A hard Brexit would be tougher for Britain than for the EU | Europe| News and current affairs from around the continent | DW

    A prognosis is just a fuzzy statement about an unknown future. When it comes to Britain’s separation from the European Union, only one thing is certain: If no acceptable Brexit agreement is negotiated by the end of the year, the World Trade Organization’s terms would enter into force on January 1. That would mean border controls and all kinds of new customs duties. 

    Because of the uncertain situation, there is plenty of speculation about traffic jams. One day at the end of November gave an insight into what could happen if a deal has not been struck. A trial of post-Brexit border checks by the French authorities in Calais, on the French side of the Channel, led to trucks being backed up for about five kilometers in and around Dover, on the British side of the Channel. Britain’s government predicts long-term traffic jams of up to7,000 trucks in Dover from January 1 onward. 

    The new tariffs that would be imposed on goods if WTO terms were to come into effect would create a similar nightmare. According to an assessment by Oxford Economics into the economic implications of Brexit, EU exports to the UK will be subject to an average 3.1% tariffs and 1.4% “nontariff barriers.” There will also be 3.3% tariffs on goods going into the EU. However, the major difference will be that cars and agricultural goods will be subject to 10% more and dairy products to a whopping 36% more.

    Johnson and European Commission President Ursula von der Leyen continue talking

    What’s Johnson’s plan?

    The financial sector was kept out of free trade negotiations between Britain and the European Union. The consensus in the EU seemed to be that the situation would look bleak for the financial sector on the European side of the Channel if the City of London was no longer in the picture.

    But, even without taking the financial sector into account, there is plenty of money at stake with regard to trade: In 2019, the trade volume between the UK and EU amounted to €500 billion. German exports alone came to almost €79 billion. Britain now ranks fifth among Germany’s trade partners, down from third four years ago — another consequence of Brexit before it has been finalized.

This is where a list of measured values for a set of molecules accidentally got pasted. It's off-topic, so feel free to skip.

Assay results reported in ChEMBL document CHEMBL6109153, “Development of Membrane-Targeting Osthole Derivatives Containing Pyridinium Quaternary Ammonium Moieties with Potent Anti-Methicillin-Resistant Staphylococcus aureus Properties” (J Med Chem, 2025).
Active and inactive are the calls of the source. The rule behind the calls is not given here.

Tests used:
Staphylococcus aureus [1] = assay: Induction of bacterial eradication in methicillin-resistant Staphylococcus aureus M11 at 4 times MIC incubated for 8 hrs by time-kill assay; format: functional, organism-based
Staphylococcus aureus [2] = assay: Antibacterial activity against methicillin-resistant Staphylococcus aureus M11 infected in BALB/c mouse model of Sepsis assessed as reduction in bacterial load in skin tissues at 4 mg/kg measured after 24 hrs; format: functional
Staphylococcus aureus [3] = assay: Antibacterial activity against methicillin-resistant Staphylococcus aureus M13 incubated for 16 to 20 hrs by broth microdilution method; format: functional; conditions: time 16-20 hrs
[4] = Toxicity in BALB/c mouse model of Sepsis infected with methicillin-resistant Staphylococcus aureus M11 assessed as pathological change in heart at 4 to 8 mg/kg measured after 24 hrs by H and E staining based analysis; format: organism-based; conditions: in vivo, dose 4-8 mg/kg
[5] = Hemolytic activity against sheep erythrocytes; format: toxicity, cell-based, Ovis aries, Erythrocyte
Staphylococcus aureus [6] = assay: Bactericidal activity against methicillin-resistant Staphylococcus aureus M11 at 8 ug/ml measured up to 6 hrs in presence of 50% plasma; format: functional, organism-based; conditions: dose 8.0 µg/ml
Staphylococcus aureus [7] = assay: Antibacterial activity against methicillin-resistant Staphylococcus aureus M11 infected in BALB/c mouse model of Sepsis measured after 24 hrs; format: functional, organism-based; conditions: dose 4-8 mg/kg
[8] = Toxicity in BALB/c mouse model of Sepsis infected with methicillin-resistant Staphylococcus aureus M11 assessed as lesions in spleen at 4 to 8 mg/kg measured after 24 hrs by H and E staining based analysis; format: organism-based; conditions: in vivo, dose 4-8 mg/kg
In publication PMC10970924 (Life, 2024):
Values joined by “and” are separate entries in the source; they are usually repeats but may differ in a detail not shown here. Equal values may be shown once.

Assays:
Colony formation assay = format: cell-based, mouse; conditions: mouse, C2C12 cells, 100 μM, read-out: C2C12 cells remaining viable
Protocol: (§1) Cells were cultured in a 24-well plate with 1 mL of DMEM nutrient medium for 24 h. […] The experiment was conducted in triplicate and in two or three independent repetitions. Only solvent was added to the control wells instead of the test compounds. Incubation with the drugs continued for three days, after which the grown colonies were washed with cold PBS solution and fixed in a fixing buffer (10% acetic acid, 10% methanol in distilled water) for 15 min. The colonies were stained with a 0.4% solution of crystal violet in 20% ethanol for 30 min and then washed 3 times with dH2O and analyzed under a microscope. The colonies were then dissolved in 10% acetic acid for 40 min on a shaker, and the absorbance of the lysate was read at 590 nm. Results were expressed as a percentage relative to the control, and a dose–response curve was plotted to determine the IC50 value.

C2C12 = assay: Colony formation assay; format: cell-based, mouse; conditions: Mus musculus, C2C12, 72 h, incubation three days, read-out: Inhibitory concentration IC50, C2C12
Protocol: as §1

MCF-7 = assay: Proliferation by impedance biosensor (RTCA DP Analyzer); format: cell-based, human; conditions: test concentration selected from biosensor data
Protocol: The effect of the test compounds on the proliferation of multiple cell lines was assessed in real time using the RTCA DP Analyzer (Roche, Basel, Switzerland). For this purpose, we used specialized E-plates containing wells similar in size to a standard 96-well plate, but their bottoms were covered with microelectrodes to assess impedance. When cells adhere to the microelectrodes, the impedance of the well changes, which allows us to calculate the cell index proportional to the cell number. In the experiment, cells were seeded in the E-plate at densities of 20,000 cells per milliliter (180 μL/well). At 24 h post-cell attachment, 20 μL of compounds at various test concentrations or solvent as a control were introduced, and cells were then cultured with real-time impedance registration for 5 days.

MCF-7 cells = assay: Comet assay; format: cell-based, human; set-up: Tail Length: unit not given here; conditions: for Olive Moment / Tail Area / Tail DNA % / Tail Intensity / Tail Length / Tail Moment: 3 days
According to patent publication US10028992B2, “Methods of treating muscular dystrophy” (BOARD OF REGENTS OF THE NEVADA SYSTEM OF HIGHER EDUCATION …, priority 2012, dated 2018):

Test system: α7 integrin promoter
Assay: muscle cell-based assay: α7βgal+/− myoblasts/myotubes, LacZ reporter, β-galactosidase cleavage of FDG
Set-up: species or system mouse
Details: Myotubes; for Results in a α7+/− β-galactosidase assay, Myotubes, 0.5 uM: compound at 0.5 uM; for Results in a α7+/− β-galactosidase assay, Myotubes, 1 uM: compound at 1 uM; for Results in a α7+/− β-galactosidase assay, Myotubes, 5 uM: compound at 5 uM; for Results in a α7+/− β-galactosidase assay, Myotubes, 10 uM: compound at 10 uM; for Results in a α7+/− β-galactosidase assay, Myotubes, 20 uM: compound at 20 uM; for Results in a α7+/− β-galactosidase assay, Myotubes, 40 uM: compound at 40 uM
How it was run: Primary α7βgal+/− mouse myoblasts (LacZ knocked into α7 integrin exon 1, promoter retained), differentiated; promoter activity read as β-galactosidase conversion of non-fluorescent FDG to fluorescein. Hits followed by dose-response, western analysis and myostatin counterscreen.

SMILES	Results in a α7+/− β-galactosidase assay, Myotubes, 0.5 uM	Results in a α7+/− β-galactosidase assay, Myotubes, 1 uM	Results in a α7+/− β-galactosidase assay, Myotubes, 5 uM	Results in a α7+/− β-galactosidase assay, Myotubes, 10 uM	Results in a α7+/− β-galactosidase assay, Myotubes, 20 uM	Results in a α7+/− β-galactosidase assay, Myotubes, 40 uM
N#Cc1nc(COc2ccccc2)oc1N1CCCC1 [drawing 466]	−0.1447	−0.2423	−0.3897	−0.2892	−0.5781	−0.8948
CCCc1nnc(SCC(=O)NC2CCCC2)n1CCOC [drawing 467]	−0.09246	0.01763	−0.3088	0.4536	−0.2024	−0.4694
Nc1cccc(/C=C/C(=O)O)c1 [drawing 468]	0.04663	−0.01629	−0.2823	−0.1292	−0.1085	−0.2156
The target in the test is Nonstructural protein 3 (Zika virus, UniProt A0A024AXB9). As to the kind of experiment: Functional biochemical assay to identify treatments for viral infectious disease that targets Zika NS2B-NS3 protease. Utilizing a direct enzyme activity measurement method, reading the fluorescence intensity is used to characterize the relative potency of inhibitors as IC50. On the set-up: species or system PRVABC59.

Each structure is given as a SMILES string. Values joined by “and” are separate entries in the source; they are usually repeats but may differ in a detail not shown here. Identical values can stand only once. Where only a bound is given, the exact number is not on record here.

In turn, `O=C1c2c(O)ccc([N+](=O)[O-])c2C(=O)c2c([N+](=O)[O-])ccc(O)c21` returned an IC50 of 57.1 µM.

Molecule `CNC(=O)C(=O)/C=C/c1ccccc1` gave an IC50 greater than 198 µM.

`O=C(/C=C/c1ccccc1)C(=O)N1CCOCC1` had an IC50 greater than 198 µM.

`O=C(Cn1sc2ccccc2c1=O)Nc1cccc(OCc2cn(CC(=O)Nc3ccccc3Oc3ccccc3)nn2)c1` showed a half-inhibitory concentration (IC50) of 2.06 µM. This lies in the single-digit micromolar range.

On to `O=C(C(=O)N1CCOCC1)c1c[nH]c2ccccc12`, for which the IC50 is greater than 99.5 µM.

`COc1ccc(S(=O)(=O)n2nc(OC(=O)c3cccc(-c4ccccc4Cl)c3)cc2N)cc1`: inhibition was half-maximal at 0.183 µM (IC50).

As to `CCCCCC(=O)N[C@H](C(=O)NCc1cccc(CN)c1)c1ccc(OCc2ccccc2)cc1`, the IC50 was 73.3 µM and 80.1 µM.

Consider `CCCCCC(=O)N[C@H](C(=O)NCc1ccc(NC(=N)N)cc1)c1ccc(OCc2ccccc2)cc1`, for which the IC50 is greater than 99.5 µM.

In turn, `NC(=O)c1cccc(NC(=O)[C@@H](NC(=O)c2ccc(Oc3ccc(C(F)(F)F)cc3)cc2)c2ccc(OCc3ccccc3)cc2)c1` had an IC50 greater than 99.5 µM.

Many observers have expressed surprise at the the government’s recent stance, which at times gives the impression that Prime Minister Boris Johnson and his allies think that the talks are a mere poker game. Britain’s industry is much more dependent on international supply chains with the EU than vice versa. According to a study by the Munich-based Ifo Institute for Economic Research, the UK imports a good deal of intermediate products from the EU, which do not have necessarily have viable alternatives. Many goods are likely to become much more expensive in the UK. 

    Pandemic problem, too

    The German credit agency Euler Hermes has forecast that the cost of imports could rise by 15%. Inflation could increase by 5% and sterling could depreciate by 10%. The daily Bild newspaper pointed out that even umbrellas could become more expensive. Yet another example of speculation in view of a lack of hard numbers from the future. 

    Many observers agree that a hard Brexit would be worse for Britain than for the European Union — at least those who are not allied with Johnson. Marc Tenbieg from the German Mittelstand Federation (DMB) told the German daily Die Welt that German companies had prepared themselves for a hard Brexit and were “relatively relaxed.”

    Tenbieg’s counterparts in Britain are unlikely to be as relaxed. Britain is already reeling from the coronavirus pandemic and the UK Office for Budget Responsibility (OBR) has forecast that the economy could plummet by 11.3 percent this year and by 2% more than that next year if there is a no-deal Brexit after all. 

    The Organisation for Economic Co-operation and Development has offered an even more pessimistic outlook. It predicts that the British economy will grow by 3.5% less than if Britain had stayed in the European Union, even if there is a deal. And if there isn’t, then the economy could shrink by 5% within two years. 

    This does not bode well for Britain — or the European Union. 

    This article has been adapted from German.

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